The day has finally come–the long-awaited conclusion to the Charlie Hardie series, POINT & SHOOT, is now on sale in bookstores everywhere. Can’t wait until the workday ends to get your fix? Take a sneak peek at the opening pages of the award-winning Hardie trilogy’s slam-bang final chapter. Then go pick up a copy already!
This isn’t going to have a happy ending.
Morgan Freeman, Se7en
Near Brokenland Parkway, Columbia, Maryland—Seven Months Ago
A twenty-three-year-old hungover intern with a broken heart saved the day.
The intern’s name was Warren Arbona, and he was in a stuffy warehouse along with five other interns scanning endless pieces of paper and turning them into PDFs that nobody would ever, ever fucking read. The whole operation was strictly cover-your-ass. The interns’ bosses wanted to be able to tell their government liaisons that, yes, every page of the flood of declassified documents they released had been carefully read and scanned by an experienced member of their legal team.
“Experienced” = interns who’d been on the job for at least two months.
The new president had made a big deal about declassifying everything, the shining light of freedom blasting through the deceptions of the previous administration. A democracy requires accountability, he said, and accountability requires transparency. Which sounded awesome.
But before the PDFs could be uploaded, the president’s intelligence advisers insisted that no sensitive secrets harmful to the security of the United States would be leaked to the general public. This still was the real world.
So a white-shoe law firm specializing in government intelligence was retained to painstakingly review every line on every scrap of paper.
Nobody in the firm wanted to deal with that bullshit, so they put the interns on it.
And Warren Arbona, the intern in question, wouldn’t have noticed a thing if it hadn’t been for his cunt ex-girlfriend. He couldn’t help it. The name just jumped out at him.
He stopped the scan and looked at the paper again. Were his eyes playing tricks on him?
Nope. There it was.
No, it wasn’t Christy’s dad. Her dad was named Bruce or some such shit. Balding. Big asshole. Deviated septum and beady eyes. But this Charlie guy was an uncle, maybe? Some other relative? Warren had no idea.
And really, who the fuck cared. Christy didn’t matter anymore; he’d do best to put her out of his head and finish up with this scanning so he could go home and get good and drunk again.
They were all working inside the abandoned warehouse set of a canceled television show, Baltimore Homicide. The rent was absurdly cheap, and the set already had the delightful bonus of real desks and working electrical outlets, thanks to a subplot featuring a fake daily newspaper office.
So all the law firm had to do was arrange for the reams of paper—nearly three trucks’ worth—to be backed into the building, plug in a bunch of laptops and scanners, and then set the interns loose. See you in September, motherfuckers.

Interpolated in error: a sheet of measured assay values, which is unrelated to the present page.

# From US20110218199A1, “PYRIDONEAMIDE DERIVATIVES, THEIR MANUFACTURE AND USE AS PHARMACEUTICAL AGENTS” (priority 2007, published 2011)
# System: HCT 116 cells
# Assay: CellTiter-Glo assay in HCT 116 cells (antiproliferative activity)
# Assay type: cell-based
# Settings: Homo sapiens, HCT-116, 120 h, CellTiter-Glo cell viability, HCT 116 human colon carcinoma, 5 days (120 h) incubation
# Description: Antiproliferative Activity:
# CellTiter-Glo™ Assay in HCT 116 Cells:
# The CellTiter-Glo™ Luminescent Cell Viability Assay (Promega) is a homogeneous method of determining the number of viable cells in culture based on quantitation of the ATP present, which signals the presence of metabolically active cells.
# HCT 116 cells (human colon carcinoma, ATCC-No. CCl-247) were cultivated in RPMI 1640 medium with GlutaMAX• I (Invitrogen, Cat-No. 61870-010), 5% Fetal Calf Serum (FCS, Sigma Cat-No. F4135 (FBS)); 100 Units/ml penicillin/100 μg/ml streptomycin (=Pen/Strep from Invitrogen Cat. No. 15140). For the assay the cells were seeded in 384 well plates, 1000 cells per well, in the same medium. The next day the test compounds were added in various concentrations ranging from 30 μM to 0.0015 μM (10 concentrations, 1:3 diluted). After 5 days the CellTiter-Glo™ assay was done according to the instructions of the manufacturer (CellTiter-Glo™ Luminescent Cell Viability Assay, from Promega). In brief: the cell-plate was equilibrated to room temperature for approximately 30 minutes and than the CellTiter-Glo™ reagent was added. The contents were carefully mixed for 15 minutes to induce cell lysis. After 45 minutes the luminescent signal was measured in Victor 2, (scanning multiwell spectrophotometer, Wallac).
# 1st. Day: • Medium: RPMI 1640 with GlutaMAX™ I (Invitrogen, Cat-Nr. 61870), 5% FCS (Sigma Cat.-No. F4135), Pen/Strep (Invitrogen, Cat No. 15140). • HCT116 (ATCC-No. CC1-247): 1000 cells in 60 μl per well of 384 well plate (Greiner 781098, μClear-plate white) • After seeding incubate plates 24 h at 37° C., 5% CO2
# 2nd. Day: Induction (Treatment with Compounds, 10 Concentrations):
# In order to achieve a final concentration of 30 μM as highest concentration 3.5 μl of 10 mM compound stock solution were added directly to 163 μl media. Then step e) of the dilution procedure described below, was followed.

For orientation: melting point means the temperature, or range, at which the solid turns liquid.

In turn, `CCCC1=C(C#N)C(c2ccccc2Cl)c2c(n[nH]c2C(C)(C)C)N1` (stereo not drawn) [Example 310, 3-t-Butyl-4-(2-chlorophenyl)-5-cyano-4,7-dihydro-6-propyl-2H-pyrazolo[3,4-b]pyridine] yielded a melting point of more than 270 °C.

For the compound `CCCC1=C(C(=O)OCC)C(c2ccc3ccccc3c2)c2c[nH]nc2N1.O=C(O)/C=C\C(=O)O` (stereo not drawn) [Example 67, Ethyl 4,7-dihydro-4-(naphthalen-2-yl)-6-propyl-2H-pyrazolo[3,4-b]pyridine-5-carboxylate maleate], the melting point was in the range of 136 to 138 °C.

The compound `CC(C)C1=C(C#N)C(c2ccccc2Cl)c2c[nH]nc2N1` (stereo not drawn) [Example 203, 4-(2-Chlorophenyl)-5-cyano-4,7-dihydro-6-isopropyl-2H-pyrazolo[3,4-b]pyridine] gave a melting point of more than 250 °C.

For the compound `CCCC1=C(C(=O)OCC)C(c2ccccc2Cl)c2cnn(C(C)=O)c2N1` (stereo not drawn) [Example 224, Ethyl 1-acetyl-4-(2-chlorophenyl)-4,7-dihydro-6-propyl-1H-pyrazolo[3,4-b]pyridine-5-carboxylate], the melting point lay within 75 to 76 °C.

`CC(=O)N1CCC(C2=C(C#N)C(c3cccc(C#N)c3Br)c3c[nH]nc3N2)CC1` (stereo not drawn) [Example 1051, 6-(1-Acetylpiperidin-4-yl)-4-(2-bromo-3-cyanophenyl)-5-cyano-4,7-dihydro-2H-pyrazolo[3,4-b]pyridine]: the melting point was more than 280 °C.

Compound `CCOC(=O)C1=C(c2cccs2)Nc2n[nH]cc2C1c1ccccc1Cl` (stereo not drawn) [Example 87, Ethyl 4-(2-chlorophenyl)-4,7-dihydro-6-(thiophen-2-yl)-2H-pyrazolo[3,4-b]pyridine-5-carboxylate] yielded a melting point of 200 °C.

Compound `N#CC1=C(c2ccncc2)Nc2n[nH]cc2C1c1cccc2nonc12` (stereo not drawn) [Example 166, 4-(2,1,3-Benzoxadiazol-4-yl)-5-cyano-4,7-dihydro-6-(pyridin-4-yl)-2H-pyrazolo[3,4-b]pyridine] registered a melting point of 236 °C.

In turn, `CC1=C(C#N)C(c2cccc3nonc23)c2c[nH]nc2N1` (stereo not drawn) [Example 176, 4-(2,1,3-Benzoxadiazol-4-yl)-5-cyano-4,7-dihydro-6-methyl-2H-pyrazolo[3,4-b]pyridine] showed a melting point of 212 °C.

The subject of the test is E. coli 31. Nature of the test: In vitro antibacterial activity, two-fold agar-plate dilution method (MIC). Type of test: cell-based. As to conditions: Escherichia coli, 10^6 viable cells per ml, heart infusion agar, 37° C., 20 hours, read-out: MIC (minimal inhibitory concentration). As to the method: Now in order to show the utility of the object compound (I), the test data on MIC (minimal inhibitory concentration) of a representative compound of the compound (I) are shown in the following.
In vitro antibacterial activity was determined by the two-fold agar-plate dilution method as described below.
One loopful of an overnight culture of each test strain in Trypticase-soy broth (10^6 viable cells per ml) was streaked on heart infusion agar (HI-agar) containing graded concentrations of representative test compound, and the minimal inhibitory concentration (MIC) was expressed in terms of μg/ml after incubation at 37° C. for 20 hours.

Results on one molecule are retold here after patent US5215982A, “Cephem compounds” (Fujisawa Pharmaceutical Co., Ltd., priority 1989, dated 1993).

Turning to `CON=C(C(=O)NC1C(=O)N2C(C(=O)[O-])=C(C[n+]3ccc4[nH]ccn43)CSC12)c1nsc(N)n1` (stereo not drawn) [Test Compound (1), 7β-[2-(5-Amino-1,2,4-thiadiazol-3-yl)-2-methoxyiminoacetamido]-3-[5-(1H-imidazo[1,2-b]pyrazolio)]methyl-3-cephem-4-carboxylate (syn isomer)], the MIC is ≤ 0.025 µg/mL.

The working conditions were less than ideal. While an industrial AC unit blasted 60,000 BTUs of arctic air into the fake office via ringed funnels, the warehouse itself had diddly-squat in the way of climate management. So every time you left to drag in another set of files, you baked and sweated in the stifling summer heat. And then when you returned, your sweat was flash-frozen on your body. No wonder everybody was sick.
Warren had been fighting a cold since May, when he first started scanning the documents. He believed that if he polluted his body with enough tequila, the cold virus would give up and abandon ship. So far, it hadn’t worked.
But the tequila also helped him forget about Christy Hardie.
Now the name popped up, and Warren couldn’t help but be curious. He started to read the document, which was a deposition.
Seems Charlie Hardie was an ex–police consultant turned drunk house sitter who was later accused of snuffing a junkie actress named Lane Madden.
Warren kind of wished someone had snuffed Christy after she confessed that she’d been blowing his best friend for, oh, the entire first year of law school.
Anyway, Warren remembered the Lane Madden story from a bunch of years ago. Apparently she’d been raped and killed by this house sitter guy who used to be a cop and kind of lost his mind. But the rest of the deposition was kind of boring, so Warren stopped reading and fed the pages into the scanner. Yes, they were all supposed to eyeball each page—even the partners weren’t foolish enough to tell the interns to actually read them. But Warren and his colleagues dispensed with the eyeballing crap somewhere in late May. If fingers touched a page, it was considered read. Osmosis, they decided.
Warren looked at the clock. Just two more hours until his brain went south of the border.
But at fifteen minutes until closing, something strange happened. Continue reading ›